There are some fundamental “philosophical” questions about what “query run-time” actually means.
One thing you could say is:
$ time iquery -anq "QUERY"
This will give you a runtime (as per the unix time utility) without retrieving results. But unfortunately some scidb queries are computed lazily; the system will not do any work if you don’t ask for the results. So this won’t work.
$ time iquery -aq "QUERY"
$ time iquery -aq "QUERY" > file.out
Now you are measuring multiple things:
- time to run the query
- time to return the result to the coordinator
- time to convert the result to text form and dump it to file / stdout
Unfortunately if your result set is large, step 3 will take up most of the time - and you will not be measuring the right thing. However, if the result set is small, then this method works reasonably well. Note that you can have large complex queries that return one or ten values.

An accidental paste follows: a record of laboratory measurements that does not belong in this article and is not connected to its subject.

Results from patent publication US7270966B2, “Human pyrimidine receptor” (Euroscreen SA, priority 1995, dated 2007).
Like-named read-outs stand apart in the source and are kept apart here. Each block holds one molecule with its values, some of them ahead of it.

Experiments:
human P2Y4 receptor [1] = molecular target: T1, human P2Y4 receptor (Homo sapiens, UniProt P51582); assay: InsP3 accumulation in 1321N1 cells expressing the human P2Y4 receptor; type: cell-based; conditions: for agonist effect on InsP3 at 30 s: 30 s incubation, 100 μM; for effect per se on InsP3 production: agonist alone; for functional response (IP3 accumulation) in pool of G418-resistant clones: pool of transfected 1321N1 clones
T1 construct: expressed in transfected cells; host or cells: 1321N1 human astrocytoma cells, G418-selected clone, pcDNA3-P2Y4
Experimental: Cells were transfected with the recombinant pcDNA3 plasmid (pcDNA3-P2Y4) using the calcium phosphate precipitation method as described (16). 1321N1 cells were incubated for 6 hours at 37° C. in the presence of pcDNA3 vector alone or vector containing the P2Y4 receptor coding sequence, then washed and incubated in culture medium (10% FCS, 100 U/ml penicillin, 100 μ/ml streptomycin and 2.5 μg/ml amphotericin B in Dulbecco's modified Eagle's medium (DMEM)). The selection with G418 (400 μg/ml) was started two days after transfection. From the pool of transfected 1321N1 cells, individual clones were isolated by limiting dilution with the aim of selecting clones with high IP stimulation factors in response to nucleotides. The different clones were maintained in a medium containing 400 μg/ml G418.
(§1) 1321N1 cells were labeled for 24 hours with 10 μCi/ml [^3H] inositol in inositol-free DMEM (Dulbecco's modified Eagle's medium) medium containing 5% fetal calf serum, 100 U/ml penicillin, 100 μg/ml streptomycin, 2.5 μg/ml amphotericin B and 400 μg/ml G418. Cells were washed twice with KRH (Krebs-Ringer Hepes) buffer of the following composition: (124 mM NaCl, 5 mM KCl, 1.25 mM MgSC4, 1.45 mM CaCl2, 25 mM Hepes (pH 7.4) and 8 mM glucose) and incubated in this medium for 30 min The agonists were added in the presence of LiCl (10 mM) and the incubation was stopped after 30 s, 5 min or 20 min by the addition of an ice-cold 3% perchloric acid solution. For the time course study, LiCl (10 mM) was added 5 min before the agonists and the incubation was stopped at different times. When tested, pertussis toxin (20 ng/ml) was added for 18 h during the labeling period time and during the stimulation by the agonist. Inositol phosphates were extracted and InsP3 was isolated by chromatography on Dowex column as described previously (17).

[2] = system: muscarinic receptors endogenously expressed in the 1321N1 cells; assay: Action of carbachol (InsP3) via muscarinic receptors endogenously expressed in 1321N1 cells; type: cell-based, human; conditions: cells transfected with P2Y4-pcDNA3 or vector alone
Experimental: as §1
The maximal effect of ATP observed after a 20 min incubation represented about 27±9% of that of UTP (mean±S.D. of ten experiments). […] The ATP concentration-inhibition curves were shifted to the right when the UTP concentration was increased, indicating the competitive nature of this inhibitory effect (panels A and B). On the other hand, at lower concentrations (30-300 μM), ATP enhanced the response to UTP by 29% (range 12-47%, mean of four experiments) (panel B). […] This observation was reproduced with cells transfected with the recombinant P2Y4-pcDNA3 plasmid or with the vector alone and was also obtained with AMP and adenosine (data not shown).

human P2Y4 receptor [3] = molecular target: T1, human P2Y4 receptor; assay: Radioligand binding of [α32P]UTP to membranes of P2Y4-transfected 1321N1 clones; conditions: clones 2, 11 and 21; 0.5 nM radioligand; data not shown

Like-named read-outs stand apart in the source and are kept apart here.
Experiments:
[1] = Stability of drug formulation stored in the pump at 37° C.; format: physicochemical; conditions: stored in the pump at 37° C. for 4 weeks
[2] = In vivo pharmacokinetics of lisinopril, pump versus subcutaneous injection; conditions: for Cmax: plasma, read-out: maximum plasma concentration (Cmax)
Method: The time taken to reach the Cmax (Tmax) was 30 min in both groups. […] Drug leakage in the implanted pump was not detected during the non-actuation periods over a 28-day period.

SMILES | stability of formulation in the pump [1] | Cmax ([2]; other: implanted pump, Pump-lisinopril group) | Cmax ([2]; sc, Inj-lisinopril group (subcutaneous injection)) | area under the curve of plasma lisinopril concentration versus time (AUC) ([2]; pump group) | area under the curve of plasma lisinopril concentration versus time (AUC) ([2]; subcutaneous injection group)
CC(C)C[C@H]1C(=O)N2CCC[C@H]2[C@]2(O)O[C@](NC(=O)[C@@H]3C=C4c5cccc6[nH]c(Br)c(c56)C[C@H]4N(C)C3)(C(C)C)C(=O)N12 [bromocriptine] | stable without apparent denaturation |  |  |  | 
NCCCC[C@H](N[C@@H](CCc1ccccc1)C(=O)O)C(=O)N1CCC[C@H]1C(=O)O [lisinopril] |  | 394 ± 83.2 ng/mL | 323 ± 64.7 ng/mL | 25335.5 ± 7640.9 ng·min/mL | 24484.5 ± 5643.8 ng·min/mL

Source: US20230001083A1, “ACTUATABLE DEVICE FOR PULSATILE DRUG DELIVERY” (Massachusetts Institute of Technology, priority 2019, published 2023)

$ iquery -r /dev/null -avq "QUERY"
This way will ship all the data to the coordinator and iterate over the entire result. But it will not convert the result to text form. It will also make iquery output some cute timings and stats.
One other thing you can try is:
$ time iquery -anq "store(QUERY, TEMP)"
This measures the amount of time to run the query and store it as a temporary array. Of course, storing the data can be expensive, so you can only use this method relative to other store() queries. I like this method because it works for all result set sizes and has a nice property of data never leaving the system.
So if your result set size is small, I recommend Method 1. If your result set is large, I recommend either Method 2 or Method 3.
Hope it helps.